Barry McElduff quits as Sinn Fein MP after Kingsmill branded loaf row

A Sinn Fein MP who caused controversy after posing with a Kingsmill branded loaf on his head on the anniversary of the Kingsmill massacre has resigned.

Barry McElduff, who was last week suspended by his party for three months, said he had now decided to quit as an abstentionist member of parliament for West Tyrone.

"It is with great sadness that, after more than 30 years as an active Sinn Fein member and public representative I am tendering my resignation as MP for West Tyrone," he said.

"The reason I am doing so is because of the consequences of the Twitter video which has caused such controversy over the last week."

Mr McElduff reiterated his insistence that he had not meant the video as a reference to the sectarian murders of 10 protestant workmen by republican paramilitaries near the south Armagh village of Kingsmill in 1976.

He said his greatest regret was the "deep and unnecessary hurt" his video had caused the Kingsmill families.

"I again offer my profound apology to those families and to the wider victims community," he added.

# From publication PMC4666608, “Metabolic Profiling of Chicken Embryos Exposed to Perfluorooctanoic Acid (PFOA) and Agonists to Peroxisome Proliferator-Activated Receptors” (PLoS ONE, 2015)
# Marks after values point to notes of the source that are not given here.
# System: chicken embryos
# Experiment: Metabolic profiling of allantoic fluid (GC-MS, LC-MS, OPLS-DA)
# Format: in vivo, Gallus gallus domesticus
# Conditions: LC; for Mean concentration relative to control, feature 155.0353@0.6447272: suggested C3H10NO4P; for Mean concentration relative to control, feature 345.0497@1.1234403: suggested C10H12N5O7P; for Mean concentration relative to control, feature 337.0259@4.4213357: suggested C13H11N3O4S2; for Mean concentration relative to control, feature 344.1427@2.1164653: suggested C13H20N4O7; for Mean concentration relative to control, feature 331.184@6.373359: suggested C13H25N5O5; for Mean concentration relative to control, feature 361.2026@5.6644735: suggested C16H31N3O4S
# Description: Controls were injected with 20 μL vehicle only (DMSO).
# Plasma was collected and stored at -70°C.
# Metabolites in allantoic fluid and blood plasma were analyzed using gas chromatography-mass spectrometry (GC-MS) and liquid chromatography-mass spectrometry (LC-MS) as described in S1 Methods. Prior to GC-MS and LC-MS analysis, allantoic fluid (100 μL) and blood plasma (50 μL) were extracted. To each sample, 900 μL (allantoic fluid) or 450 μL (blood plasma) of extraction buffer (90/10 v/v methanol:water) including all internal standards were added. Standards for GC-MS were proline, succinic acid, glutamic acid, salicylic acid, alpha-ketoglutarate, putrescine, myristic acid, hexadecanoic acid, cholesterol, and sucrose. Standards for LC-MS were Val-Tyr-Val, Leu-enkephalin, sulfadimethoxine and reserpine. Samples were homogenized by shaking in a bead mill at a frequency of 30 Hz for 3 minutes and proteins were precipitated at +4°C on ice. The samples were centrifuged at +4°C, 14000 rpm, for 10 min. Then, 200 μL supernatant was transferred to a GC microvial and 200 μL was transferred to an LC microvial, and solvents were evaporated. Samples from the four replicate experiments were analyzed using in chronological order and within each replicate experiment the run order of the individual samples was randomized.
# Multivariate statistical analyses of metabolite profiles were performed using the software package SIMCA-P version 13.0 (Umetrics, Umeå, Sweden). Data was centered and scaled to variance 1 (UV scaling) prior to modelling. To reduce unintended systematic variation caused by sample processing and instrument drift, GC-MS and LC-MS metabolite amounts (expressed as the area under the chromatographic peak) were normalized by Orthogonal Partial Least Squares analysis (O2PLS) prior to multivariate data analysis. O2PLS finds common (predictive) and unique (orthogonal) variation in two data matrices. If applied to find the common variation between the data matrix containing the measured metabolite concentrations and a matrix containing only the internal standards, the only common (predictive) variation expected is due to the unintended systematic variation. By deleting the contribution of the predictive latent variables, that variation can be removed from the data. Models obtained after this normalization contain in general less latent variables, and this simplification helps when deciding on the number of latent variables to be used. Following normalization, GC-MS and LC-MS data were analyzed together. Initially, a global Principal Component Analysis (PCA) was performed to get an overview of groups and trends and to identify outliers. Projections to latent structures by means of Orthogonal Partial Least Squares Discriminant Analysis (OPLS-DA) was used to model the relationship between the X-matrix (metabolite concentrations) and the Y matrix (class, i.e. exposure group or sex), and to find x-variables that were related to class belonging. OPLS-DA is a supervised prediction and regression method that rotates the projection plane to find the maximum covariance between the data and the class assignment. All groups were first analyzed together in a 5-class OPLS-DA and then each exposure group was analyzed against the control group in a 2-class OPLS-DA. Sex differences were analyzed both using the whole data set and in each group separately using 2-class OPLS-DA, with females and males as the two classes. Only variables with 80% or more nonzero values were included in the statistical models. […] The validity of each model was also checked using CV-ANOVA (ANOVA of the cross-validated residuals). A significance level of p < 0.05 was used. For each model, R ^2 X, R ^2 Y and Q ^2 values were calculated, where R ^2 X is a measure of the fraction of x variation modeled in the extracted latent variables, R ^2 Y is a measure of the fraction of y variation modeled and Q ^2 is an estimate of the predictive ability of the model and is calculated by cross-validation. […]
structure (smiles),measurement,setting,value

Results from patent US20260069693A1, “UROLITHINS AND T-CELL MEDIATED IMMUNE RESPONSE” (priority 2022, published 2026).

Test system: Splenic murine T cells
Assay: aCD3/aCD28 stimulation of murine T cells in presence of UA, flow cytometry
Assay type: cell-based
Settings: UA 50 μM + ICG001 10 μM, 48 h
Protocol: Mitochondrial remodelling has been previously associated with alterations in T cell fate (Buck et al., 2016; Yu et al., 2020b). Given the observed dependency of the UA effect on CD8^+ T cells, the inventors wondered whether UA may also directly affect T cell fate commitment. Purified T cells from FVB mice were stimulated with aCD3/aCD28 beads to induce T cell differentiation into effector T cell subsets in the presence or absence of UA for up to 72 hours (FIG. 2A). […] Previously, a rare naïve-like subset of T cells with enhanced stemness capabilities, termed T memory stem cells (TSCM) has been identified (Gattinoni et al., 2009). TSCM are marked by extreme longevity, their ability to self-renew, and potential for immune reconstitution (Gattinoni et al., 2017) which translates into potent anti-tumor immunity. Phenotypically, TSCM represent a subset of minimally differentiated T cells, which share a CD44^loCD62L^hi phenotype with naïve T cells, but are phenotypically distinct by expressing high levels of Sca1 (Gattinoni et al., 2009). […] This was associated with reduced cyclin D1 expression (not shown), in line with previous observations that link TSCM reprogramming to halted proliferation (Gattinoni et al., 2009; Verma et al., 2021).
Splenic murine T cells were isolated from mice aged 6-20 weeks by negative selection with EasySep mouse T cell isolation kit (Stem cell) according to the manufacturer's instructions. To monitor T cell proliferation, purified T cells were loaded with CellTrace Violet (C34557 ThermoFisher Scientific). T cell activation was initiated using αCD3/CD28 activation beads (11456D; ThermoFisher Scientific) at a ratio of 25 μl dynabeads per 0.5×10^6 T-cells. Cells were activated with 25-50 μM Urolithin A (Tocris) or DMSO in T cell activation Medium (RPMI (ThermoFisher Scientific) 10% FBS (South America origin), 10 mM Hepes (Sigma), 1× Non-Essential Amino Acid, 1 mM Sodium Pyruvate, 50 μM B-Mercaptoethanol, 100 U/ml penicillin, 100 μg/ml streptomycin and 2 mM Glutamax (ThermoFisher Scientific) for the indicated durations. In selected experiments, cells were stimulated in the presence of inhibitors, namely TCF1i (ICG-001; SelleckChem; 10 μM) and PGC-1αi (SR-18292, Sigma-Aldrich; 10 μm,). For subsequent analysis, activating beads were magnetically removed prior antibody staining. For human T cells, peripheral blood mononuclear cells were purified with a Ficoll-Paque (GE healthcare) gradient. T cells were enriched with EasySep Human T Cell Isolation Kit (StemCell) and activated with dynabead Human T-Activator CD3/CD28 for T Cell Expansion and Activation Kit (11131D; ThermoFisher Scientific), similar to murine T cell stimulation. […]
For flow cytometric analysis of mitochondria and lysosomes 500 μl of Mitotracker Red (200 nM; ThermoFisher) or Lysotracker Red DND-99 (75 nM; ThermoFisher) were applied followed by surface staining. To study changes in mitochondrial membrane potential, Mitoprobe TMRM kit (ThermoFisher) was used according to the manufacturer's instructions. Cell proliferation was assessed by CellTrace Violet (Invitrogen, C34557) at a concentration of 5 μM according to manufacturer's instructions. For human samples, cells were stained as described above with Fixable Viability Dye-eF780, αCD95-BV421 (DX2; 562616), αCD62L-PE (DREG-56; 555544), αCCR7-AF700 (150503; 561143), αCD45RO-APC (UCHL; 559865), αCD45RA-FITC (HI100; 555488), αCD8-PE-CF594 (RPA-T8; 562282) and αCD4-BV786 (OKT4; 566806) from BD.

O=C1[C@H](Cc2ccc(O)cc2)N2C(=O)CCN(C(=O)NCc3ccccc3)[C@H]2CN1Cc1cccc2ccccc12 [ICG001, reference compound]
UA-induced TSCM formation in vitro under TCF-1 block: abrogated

"Had I been conscious of the connection to the terrible atrocity at Kingsmill I would certainly not have posted that tweet. I genuinely did not make that connection, not for a second did I make that connection in my mind.

"Kingsmill was wrong, unjustifiable and sectarian. It should never have happened.

The extent of Mr McElduff's original punishment by Sinn Fein - a three-month suspension while still being paid - was widely criticised by unionists.

Kingsmill massacre survivor Alan Black
Kingsmill massacre survivor Alan Black

The sole survivor of the attack, Alan Black, welcomed the resignation.

He told the Press Association: "This past week has been truly awful for me. I am just hanging by a thread.

"But I am glad he has done the right thing."

Mr Black said the fall-out from the Twitter video forced him to re-live the trauma of the attack in which he was shot 18 times.

"I am going to have to take time now to heal," he said.

"I only got involved because of the hurt and disrespect shown to my friends who died at Kingsmill but this whole thing has taken a heavy toll."